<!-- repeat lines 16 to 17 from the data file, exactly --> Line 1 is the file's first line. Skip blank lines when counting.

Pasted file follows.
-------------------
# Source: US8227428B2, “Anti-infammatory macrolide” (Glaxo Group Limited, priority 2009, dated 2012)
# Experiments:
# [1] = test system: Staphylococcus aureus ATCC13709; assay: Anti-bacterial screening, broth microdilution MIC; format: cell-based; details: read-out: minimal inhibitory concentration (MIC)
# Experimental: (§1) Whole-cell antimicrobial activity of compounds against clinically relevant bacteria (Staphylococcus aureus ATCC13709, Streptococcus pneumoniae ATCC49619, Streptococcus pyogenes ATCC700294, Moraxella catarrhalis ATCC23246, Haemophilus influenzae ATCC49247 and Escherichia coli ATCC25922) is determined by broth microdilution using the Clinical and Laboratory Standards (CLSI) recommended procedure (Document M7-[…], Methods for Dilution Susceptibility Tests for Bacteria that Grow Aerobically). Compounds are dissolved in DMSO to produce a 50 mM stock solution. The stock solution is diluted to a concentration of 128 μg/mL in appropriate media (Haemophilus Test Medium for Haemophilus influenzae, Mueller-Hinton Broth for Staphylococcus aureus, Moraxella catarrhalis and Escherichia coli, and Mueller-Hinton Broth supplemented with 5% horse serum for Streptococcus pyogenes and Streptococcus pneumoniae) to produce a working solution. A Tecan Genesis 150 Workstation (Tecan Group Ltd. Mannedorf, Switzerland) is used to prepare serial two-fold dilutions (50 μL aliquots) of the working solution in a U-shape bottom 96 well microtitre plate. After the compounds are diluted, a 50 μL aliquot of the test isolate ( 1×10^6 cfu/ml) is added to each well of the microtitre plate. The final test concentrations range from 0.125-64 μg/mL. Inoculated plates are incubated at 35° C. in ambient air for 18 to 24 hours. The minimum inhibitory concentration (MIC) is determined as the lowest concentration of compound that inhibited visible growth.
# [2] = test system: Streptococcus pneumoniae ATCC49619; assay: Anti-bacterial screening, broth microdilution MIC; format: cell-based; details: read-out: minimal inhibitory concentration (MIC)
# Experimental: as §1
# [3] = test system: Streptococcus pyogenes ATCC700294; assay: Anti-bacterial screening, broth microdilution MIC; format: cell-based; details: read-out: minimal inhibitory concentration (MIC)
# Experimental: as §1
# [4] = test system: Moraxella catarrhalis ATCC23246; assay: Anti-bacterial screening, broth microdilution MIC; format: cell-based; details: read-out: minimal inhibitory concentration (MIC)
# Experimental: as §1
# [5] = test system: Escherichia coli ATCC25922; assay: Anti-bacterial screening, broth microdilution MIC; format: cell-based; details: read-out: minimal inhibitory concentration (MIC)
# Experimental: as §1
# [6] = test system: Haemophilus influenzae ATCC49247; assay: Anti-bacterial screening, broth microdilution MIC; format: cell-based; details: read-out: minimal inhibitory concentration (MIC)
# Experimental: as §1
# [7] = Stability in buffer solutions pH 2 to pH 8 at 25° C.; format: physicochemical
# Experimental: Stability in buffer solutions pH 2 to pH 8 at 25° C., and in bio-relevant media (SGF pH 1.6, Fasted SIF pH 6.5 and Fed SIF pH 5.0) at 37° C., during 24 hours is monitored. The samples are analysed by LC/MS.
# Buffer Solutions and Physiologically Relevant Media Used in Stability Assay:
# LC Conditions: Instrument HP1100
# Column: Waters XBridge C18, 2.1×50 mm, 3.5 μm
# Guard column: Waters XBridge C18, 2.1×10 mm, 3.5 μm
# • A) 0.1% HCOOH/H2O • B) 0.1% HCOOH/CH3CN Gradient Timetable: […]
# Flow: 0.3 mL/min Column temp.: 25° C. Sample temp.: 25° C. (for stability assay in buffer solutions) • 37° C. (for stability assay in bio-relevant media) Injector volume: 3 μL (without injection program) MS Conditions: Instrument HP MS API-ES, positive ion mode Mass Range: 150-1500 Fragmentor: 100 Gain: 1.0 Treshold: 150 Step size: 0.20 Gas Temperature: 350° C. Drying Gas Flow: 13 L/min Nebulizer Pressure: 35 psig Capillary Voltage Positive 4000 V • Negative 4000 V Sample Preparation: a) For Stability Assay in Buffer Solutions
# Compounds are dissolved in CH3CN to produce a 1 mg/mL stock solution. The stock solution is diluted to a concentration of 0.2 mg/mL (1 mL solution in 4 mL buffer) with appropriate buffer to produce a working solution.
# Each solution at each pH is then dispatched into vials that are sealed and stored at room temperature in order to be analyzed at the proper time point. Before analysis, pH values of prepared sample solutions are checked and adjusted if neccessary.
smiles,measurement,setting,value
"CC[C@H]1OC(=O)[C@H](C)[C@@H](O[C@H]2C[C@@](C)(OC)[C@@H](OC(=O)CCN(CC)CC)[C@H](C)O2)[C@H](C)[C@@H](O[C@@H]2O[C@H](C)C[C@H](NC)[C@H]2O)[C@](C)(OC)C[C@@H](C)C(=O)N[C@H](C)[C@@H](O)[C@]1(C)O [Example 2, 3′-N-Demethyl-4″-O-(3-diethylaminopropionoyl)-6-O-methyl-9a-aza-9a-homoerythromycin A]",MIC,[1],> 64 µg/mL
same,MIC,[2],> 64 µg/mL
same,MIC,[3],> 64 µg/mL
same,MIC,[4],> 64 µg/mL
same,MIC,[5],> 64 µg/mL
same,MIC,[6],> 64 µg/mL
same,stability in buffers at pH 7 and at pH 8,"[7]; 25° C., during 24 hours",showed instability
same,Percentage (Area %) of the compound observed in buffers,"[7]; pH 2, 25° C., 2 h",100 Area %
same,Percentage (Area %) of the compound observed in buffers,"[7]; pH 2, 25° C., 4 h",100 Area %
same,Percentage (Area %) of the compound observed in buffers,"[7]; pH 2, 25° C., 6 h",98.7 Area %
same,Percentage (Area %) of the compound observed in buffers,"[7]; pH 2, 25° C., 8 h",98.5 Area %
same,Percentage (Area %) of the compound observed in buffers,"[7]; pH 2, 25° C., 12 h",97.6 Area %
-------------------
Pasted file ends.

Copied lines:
# Experimental: Stability in buffer solutions pH 2 to pH 8 at 25° C., and in bio-relevant media (SGF pH 1.6, Fasted SIF pH 6.5 and Fed SIF pH 5.0) at 37° C., during 24 hours is monitored. The samples are analysed by LC/MS.
# Buffer Solutions and Physiologically Relevant Media Used in Stability Assay: